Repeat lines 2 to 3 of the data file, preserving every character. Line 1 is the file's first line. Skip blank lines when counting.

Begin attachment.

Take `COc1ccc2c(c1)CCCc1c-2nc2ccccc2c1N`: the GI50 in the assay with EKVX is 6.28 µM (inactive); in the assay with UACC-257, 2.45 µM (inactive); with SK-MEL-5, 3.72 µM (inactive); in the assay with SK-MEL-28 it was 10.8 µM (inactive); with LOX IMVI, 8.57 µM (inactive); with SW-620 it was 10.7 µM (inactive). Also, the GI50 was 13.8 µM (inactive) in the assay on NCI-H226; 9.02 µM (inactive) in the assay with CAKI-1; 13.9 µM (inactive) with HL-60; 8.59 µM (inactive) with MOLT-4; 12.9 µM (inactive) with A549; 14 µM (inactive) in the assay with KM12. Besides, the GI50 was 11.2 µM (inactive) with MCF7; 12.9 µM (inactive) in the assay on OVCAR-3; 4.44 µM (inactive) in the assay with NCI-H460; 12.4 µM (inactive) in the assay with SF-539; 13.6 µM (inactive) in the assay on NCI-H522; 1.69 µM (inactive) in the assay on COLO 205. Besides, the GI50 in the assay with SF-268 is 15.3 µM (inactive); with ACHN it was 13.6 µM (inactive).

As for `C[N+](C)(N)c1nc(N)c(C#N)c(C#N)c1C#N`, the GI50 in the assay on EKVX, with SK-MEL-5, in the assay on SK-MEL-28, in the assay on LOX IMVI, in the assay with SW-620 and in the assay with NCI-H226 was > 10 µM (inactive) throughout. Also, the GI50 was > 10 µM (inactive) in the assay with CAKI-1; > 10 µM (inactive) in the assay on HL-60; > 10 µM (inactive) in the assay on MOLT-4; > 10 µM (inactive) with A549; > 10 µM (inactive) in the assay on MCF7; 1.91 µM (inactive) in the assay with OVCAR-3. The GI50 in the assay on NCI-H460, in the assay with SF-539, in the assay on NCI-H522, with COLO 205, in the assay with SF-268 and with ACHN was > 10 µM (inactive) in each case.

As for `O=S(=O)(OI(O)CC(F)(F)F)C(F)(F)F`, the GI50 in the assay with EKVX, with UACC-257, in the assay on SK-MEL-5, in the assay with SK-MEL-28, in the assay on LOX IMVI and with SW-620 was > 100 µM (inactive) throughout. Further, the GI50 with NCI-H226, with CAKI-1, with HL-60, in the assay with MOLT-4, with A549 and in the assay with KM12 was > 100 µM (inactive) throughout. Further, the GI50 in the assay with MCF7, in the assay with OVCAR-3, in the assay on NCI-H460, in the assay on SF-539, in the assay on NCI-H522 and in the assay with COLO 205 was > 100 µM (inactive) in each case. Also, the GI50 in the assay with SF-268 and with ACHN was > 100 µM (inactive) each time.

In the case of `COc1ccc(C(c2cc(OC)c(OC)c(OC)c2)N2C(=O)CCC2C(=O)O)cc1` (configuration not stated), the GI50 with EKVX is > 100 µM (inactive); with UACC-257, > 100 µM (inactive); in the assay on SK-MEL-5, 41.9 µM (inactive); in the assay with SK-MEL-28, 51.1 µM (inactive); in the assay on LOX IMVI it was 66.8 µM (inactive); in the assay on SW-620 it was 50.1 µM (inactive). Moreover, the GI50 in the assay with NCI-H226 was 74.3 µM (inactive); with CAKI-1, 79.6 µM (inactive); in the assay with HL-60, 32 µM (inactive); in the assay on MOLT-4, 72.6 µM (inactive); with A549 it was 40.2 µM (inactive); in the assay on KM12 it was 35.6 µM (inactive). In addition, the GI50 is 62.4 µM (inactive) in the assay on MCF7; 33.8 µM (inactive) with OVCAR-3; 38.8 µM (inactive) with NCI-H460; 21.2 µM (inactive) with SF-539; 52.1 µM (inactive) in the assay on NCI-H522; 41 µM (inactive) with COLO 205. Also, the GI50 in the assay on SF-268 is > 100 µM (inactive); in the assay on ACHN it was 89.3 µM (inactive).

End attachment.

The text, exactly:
As for `C[N+](C)(N)c1nc(N)c(C#N)c(C#N)c1C#N`, the GI50 in the assay on EKVX, with SK-MEL-5, in the assay on SK-MEL-28, in the assay on LOX IMVI, in the assay with SW-620 and in the assay with NCI-H226 was > 10 µM (inactive) throughout. Also, the GI50 was > 10 µM (inactive) in the assay with CAKI-1; > 10 µM (inactive) in the assay on HL-60; > 10 µM (inactive) in the assay on MOLT-4; > 10 µM (inactive) with A549; > 10 µM (inactive) in the assay on MCF7; 1.91 µM (inactive) in the assay with OVCAR-3. The GI50 in the assay on NCI-H460, in the assay with SF-539, in the assay on NCI-H522, with COLO 205, in the assay with SF-268 and with ACHN was > 10 µM (inactive) in each case.

As for `O=S(=O)(OI(O)CC(F)(F)F)C(F)(F)F`, the GI50 in the assay with EKVX, with UACC-257, in the assay on SK-MEL-5, in the assay with SK-MEL-28, in the assay on LOX IMVI and with SW-620 was > 100 µM (inactive) throughout. Further, the GI50 with NCI-H226, with CAKI-1, with HL-60, in the assay with MOLT-4, with A549 and in the assay with KM12 was > 100 µM (inactive) throughout. Further, the GI50 in the assay with MCF7, in the assay with OVCAR-3, in the assay on NCI-H460, in the assay on SF-539, in the assay on NCI-H522 and in the assay with COLO 205 was > 100 µM (inactive) in each case. Also, the GI50 in the assay with SF-268 and with ACHN was > 100 µM (inactive) each time.